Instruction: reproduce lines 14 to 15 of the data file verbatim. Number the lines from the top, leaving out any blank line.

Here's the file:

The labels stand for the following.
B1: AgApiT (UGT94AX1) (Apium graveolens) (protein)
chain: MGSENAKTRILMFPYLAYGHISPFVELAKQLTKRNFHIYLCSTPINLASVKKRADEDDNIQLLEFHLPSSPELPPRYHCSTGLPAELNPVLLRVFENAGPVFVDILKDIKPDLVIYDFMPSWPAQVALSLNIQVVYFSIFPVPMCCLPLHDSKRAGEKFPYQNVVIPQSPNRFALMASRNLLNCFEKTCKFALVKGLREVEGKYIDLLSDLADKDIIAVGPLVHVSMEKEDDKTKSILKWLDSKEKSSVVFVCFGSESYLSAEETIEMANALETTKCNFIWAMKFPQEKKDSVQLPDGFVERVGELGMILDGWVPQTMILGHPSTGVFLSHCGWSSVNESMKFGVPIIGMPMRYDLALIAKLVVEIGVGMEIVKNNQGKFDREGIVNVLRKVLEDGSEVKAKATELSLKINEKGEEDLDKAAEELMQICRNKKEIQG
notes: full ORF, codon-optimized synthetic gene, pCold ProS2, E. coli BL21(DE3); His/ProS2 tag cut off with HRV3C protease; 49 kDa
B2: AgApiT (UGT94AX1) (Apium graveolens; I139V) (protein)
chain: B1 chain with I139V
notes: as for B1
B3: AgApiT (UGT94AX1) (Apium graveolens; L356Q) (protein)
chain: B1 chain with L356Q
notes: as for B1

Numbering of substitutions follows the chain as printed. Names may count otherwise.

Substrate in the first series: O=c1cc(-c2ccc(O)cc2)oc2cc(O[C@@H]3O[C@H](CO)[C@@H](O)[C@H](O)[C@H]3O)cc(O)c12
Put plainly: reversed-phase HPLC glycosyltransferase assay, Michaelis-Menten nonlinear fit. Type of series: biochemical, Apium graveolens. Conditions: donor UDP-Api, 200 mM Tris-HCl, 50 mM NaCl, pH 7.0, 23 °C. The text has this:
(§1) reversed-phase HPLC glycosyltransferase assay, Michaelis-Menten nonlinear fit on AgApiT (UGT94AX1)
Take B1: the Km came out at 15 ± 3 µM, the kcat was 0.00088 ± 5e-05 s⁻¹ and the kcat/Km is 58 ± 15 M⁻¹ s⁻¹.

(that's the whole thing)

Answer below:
(§1) reversed-phase HPLC glycosyltransferase assay, Michaelis-Menten nonlinear fit on AgApiT (UGT94AX1)
Take B1: the Km came out at 15 ± 3 µM, the kcat was 0.00088 ± 5e-05 s⁻¹ and the kcat/Km is 58 ± 15 M⁻¹ s⁻¹.